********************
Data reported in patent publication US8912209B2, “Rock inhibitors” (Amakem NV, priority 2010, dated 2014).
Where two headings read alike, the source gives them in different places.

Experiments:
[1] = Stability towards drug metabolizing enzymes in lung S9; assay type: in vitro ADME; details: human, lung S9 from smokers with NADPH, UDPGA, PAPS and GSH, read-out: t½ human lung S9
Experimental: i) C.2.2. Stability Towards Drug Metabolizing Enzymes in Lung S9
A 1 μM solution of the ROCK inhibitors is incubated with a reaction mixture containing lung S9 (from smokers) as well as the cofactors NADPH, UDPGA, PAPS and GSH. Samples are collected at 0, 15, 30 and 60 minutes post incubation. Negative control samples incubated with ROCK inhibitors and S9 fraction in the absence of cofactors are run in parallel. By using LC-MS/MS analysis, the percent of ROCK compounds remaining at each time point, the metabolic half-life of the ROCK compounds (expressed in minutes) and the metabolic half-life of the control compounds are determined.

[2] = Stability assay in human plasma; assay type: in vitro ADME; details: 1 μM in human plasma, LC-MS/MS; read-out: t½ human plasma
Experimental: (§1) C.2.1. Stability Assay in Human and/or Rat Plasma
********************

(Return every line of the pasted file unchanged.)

Data reported in patent publication US8912209B2, “Rock inhibitors” (Amakem NV, priority 2010, dated 2014).
Where two headings read alike, the source gives them in different places.

Experiments:
[1] = Stability towards drug metabolizing enzymes in lung S9; assay type: in vitro ADME; details: human, lung S9 from smokers with NADPH, UDPGA, PAPS and GSH, read-out: t½ human lung S9
Experimental: i) C.2.2. Stability Towards Drug Metabolizing Enzymes in Lung S9
A 1 μM solution of the ROCK inhibitors is incubated with a reaction mixture containing lung S9 (from smokers) as well as the cofactors NADPH, UDPGA, PAPS and GSH. Samples are collected at 0, 15, 30 and 60 minutes post incubation. Negative control samples incubated with ROCK inhibitors and S9 fraction in the absence of cofactors are run in parallel. By using LC-MS/MS analysis, the percent of ROCK compounds remaining at each time point, the metabolic half-life of the ROCK compounds (expressed in minutes) and the metabolic half-life of the control compounds are determined.

[2] = Stability assay in human plasma; assay type: in vitro ADME; details: 1 μM in human plasma, LC-MS/MS; read-out: t½ human plasma
Experimental: (§1) C.2.1. Stability Assay in Human and/or Rat Plasma